SINGAPORE (May 22): This afternoon, we received an open letter from a unitholder of Eagle Hospitality Trust. The unitholder is clearly concerned that interest payments on the REIT’s loans - US$506.6 million as at Dec 31, 2019- may have been suspended, and the loans may be in default. In fact, in a filing to the SGX, EHT’s manager has already said that EHT has already defaulted on a US$341 million loan because the sponsor, Urban Commons which has two shareholders, Howard Wu and Taylor Woods, did not honour its master lease payments to the trust.

We had drawn unitholders attention on a few occasions to EHT’s valuation. The first warning sign was the manner in which Queen Mary Long Beach, where the sponsors pay a lease to the City of Long Beach of just US$300,000 a year, was sold into the REIT for around US$139.7 million and valued at US$159.4 million. The sponsors would have collected around US$565 million from the IPO proceeds.

Because of the loan default the unitholder suggests that EHT needs a white knight to come in as soon as possible to stabilise the position. “The position” refers to protection from creditors or judicial management for the REIT to reorganise its debts and its interest payment schedule.

“It is possible that creditors may call in an administrator to carry out a forced sale of assets to protect their positions. As we know, this is the worse time to be selling hotel assets and if a foreclosure is carried out, unitholders will suffer,” the EHT unitholder says in the letter.

Based on the filings made by the manager, it is pretty obvious that the sponsors who are also the master lessees, are unable to furnish a full security deposit since May 2019, and unable to pay the master lease rents this year.

At IPO, EHT’s supposed valuation was around US1.2 billion for its 17 freehold properties and the Queen Mary, and its net asset value was supposedly 88 US cents. It listed at 78 US cents, a supposed discount to NAV. Yet, on the first day of trading Bank of America, one of the underwriters sold some 4 million units at around 73 US cents.

At IPO, EHT’s valuations were high - perhaps artificially so- because the two valuers, HVS and Colliers, used a discount to cash flow method to obtain each property’s net present value. Each hotel’s market value was calculated using a master lease based on the property’s 10-year annual rent. Ten of the REIT’s properties are (meant to be) on long leases of 20 years plus 20 while the remaining eight of the properties are on long leases of 20 years plus 14, all commencing on the date of the IPO in May last year.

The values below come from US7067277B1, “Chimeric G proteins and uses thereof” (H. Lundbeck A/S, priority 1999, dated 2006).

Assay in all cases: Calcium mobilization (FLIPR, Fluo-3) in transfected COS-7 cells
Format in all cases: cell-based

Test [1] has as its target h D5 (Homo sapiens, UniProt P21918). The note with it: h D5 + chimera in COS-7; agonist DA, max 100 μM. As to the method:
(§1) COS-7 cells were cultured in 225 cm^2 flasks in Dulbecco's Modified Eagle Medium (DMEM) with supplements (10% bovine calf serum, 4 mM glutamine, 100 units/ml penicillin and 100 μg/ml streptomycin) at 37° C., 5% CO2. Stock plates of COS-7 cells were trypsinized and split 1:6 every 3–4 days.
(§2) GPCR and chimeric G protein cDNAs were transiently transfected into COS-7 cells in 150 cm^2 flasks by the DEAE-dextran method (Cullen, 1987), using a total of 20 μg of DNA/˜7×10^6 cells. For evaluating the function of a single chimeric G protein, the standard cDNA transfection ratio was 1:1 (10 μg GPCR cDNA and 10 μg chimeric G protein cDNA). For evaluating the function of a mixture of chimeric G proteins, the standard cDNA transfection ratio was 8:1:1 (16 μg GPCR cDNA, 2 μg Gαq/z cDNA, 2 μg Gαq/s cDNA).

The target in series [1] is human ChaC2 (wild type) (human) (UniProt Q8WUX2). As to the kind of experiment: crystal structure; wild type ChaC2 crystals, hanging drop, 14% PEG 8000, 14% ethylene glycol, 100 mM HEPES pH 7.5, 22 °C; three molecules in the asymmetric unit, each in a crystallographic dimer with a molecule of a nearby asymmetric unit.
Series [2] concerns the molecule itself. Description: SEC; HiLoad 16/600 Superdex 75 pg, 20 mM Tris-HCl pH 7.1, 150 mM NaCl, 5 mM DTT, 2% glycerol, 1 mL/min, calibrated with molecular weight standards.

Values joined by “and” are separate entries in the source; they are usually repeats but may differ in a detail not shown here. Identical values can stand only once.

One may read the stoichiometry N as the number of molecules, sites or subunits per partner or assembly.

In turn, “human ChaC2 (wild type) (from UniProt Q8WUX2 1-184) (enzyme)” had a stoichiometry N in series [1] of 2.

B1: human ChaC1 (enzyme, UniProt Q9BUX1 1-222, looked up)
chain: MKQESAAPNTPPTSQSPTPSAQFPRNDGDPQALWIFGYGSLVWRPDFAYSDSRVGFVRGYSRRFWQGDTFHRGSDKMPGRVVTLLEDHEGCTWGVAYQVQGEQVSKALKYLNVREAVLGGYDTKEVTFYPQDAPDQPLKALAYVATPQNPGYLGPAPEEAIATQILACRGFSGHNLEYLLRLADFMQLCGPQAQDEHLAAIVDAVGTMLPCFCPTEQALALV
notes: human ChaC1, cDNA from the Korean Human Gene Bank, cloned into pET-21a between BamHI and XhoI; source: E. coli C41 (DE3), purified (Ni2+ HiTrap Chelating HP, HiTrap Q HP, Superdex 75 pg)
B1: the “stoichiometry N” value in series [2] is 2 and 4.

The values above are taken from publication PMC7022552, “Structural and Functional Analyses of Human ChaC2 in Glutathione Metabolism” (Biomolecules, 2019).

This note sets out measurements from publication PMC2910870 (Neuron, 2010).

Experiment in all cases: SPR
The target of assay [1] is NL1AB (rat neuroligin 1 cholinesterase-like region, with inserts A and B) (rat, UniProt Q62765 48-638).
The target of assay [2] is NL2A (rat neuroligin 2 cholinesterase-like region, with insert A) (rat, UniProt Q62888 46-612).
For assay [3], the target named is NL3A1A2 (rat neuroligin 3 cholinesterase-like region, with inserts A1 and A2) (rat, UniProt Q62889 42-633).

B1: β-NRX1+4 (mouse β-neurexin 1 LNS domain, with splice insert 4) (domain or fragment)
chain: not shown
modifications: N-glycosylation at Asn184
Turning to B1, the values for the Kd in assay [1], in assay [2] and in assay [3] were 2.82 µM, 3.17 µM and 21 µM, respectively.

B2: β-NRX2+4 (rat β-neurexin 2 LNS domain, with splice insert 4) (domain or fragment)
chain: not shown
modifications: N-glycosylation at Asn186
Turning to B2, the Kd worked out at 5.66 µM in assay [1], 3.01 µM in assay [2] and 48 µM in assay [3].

It is important to draw a distinction between Sabana Shariah Compliant Industrial REIT, which we covered extensively in 2016-2017, when unitholders attempted to remove the manager, and the current case involving EHT. Removing EHT’s manager will not solve anything. Instead, the sponsors, Wu and Woods, should come to Singapore to explain whether they intentionally took the IPO proceeds and decided not to fulfil their fiduciary duties as had been stated in the prospectus, or they were overtaken by events, and blame Covid-19.

EHT’s disgruntled unitholder agrees in the letter. “I am therefore of the strong view that the removal of the existing Manager is NOT the right way to proceed. It will take far too long and carries great risks which include (A) Risk of not being able to find a suitable party [or white knight] quickly (B) Risk of legal challenges from the current Manager (C) Risk of Creditors starting the foreclosure process.”

The best way forward for minority unitholders to recoup anything from EHT would be to request our regulators to start an investigation into how EHT was able to list on the SGX, with a particular focus on the due diligence done by the investment banker that brought the IPO to Singapore.  

EHT’s units have been suspended since Mar 24 this year.